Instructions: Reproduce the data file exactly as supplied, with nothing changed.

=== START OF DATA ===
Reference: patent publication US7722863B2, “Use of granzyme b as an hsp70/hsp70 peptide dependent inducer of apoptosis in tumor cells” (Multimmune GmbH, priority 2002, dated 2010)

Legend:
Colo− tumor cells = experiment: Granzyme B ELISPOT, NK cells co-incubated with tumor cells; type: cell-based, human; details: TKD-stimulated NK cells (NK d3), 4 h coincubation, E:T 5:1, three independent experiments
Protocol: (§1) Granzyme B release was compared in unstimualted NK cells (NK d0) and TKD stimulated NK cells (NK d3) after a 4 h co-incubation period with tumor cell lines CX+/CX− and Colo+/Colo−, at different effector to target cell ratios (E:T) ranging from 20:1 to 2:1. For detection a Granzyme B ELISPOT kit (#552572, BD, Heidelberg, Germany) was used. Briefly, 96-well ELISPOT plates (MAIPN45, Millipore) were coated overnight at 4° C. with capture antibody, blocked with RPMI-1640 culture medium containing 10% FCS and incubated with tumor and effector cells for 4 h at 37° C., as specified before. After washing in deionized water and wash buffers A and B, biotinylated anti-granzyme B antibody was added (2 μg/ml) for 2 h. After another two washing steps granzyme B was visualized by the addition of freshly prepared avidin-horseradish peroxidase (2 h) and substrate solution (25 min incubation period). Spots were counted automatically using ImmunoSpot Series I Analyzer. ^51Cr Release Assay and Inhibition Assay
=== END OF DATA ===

Reference: patent publication US7722863B2, “Use of granzyme b as an hsp70/hsp70 peptide dependent inducer of apoptosis in tumor cells” (Multimmune GmbH, priority 2002, dated 2010)

Legend:
Colo− tumor cells = experiment: Granzyme B ELISPOT, NK cells co-incubated with tumor cells; type: cell-based, human; details: TKD-stimulated NK cells (NK d3), 4 h coincubation, E:T 5:1, three independent experiments
Protocol: (§1) Granzyme B release was compared in unstimualted NK cells (NK d0) and TKD stimulated NK cells (NK d3) after a 4 h co-incubation period with tumor cell lines CX+/CX− and Colo+/Colo−, at different effector to target cell ratios (E:T) ranging from 20:1 to 2:1. For detection a Granzyme B ELISPOT kit (#552572, BD, Heidelberg, Germany) was used. Briefly, 96-well ELISPOT plates (MAIPN45, Millipore) were coated overnight at 4° C. with capture antibody, blocked with RPMI-1640 culture medium containing 10% FCS and incubated with tumor and effector cells for 4 h at 37° C., as specified before. After washing in deionized water and wash buffers A and B, biotinylated anti-granzyme B antibody was added (2 μg/ml) for 2 h. After another two washing steps granzyme B was visualized by the addition of freshly prepared avidin-horseradish peroxidase (2 h) and substrate solution (25 min incubation period). Spots were counted automatically using ImmunoSpot Series I Analyzer. ^51Cr Release Assay and Inhibition Assay